15 of 16 people found the following review helpful
5.0 out of 5 stars "Yes I cry, but neither of us did anything about it, and that's the trouble".
Alan Sillitoe was one of a number of young writers who emerged in the late fifties and sixties and who have become known as the "kitchen sink" school. (Other members of the group included the novelists Stan Barstow, John Braine, David Storey and Barry Hines and playwrights such as John Osborne and Shelagh Delaney). Their work was distinguished by a social-realist...
Published on 16 July 2010 by J C E Hitchcock
1 of 3 people found the following review helpful
3.0 out of 5 stars Good writing...but
I enjoyed the read, but it's not really my type of book. Rather alien to my way of thinking. That's probably a shame as I would have liked to have more 'empathy' with the characters. Not 'escapist' enough for me.
Published 7 months ago by Mrs. S. A. Blake
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15 of 16 people found the following review helpful
5.0 out of 5 stars "Yes I cry, but neither of us did anything about it, and that's the trouble".,
This review is from: The Loneliness of the Long Distance Runner (Paperback)Alan Sillitoe was one of a number of young writers who emerged in the late fifties and sixties and who have become known as the "kitchen sink" school. (Other members of the group included the novelists Stan Barstow, John Braine, David Storey and Barry Hines and playwrights such as John Osborne and Shelagh Delaney). Their work was distinguished by a social-realist concentration of working-class life, often with a provincial setting.
This collection of short stories was published in 1959, a year after "Saturday Night and Sunday Morning", Sillitoe's first novel. All the stories are set, or partly set, in the author's home town of Nottingham. The title story is both the best-known in the collection and the longest. It takes the form of a first-person monologue by Smith (we never learn his first name), a teenager from a working-class Nottingham home who is sent to Borstal after being convicted of robbing a bakery. (A "Borstal", named after the Kentish village in which the first such institution was situated, was at this period a special prison for young offenders).
While in Borstal, Smith discovers a talent for long-distance running, and this brings him to the notice of the Governor, who takes a keen interest in sport as a means of rehabilitating young offenders, and he is entered in a cross-country race against other Borstals. (The Governor believes that for one of his inmates to win the race would bring prestige to his institution). Smith has a real talent for the sport and could easily have won the race, but quite deliberately chooses to lose it, stopping running just short of the finishing line to allow another runner to pass him. He does so as a deliberate gesture of contempt for the Governor and for the whole of the Establishment which he despises.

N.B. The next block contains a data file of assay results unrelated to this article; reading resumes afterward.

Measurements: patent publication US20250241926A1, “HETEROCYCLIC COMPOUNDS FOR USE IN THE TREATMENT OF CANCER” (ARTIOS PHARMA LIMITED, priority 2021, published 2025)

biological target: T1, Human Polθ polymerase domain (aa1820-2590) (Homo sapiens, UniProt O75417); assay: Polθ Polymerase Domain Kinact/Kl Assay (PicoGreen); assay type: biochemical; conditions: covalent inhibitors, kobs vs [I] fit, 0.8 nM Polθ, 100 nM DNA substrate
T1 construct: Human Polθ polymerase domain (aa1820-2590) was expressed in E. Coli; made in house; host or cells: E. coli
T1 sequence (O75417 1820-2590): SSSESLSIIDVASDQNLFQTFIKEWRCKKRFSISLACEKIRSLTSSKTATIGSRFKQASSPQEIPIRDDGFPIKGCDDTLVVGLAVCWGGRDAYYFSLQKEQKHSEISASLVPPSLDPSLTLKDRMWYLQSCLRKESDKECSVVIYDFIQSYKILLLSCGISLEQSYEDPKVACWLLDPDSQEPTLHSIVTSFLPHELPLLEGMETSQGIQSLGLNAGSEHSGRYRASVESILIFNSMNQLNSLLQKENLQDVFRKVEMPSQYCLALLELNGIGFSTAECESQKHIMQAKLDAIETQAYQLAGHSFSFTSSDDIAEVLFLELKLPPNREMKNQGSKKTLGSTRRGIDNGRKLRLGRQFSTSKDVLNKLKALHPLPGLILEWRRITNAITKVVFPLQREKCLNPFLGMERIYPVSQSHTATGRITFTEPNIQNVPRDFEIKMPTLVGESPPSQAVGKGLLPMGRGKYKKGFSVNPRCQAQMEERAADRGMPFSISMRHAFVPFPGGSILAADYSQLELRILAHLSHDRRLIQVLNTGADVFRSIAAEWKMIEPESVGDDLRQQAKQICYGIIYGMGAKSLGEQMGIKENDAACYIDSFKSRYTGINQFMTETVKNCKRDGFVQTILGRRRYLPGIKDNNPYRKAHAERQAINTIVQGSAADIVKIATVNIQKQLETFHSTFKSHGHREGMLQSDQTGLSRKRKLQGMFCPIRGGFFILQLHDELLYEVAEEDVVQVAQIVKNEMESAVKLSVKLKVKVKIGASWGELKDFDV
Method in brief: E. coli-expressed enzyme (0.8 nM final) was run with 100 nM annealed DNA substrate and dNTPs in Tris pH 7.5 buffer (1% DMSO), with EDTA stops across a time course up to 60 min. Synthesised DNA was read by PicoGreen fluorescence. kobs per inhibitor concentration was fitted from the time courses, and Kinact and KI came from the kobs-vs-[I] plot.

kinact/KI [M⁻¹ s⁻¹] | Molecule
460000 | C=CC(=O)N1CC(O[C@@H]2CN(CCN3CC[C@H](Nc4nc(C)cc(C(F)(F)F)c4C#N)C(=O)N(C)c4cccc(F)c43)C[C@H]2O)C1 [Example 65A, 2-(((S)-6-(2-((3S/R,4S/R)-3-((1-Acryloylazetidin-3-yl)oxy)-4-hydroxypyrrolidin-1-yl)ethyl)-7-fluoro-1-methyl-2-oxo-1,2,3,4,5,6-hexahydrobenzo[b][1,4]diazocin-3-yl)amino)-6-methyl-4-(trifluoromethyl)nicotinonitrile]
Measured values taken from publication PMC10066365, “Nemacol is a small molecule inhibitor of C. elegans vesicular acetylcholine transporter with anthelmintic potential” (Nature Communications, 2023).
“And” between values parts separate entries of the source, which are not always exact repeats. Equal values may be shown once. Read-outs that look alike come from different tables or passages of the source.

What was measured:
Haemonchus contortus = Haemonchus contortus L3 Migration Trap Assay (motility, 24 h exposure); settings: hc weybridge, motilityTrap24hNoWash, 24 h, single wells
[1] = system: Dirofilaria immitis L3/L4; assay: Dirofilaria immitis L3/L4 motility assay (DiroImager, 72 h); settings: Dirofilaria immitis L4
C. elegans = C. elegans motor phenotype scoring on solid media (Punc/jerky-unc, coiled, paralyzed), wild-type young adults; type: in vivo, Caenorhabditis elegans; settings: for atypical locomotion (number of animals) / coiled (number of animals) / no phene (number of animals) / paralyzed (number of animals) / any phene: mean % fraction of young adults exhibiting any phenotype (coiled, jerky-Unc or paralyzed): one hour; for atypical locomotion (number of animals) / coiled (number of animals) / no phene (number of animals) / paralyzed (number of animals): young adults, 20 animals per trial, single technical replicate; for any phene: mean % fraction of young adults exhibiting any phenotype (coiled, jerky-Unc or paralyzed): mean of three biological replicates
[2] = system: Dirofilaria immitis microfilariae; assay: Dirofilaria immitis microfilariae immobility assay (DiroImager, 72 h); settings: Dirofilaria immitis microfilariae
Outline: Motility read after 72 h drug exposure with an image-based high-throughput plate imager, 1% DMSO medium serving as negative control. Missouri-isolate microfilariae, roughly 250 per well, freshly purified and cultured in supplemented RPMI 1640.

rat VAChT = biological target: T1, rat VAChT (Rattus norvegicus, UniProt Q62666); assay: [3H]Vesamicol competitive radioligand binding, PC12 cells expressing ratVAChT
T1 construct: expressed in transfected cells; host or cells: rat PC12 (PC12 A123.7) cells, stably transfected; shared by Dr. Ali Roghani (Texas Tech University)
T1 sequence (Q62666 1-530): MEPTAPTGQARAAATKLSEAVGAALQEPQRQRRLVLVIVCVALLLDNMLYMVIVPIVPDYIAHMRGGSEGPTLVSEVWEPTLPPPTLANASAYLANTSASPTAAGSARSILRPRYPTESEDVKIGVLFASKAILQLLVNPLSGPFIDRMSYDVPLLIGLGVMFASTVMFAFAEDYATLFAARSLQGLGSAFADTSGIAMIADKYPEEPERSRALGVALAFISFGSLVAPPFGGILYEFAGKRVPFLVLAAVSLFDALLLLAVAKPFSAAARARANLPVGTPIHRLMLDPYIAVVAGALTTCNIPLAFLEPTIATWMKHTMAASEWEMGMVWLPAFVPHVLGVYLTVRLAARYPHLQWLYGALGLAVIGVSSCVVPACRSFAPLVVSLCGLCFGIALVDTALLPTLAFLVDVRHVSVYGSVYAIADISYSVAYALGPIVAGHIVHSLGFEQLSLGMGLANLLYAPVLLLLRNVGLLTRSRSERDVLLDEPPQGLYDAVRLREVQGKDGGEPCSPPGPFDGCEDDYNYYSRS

Sillitoe never expressly passes judgement on Smith's attitude to life, and some have certainly seen him as an admirable character, a working-class hero standing up to the System. In my view, however, Sillitoe simply allows Smith to condemn himself out of his own mouth; certainly, the author is critical of the British class system, but it seems to me that one of his criticisms is that it encourages distorted attitudes like Smith's, whose anti-Establishment stance is essentially an ideological justification for his own selfishness and criminality. One of the most striking aspects of his lengthy diatribe is that he never considers anyone other than himself; he certainly does not spare a thought for the baker he has robbed or for his other victims. His only friend is Mike, another delinquent youth who helps him carry out the robbery; they can think of nothing to do with their loot except to travel to the nearest seaside resort and spend it on gambling machines and cheap tarts. The "loneliness" of the title may refer to Smith's self-centredness; it is perhaps symbolic that he excels at a purely individual sport rather than those like football or rugby which demand teamwork and co-operation.
Loneliness and alienation are the themes of a number of the other stories in this volume. In "Uncle Ernest" a solitary, ageing and embittered veteran of World War I befriends two young girls who briefly bring a sense of meaning into his life, before he is warned off by the police, who suspect his motives. (Hysteria about paedophilia is clearly nothing new). "On Saturday Afternoon" tells the story of a young boy who witnesses a quiet, reclusive neighbour attempting to kill himself. In "Mr Raynor the Schoolteacher" the title character seems unable to form relationships with women except at a distance; his main preoccupation, which distracts him from his classes, is gazing from afar at the girls who work in the shop across the road from his classroom.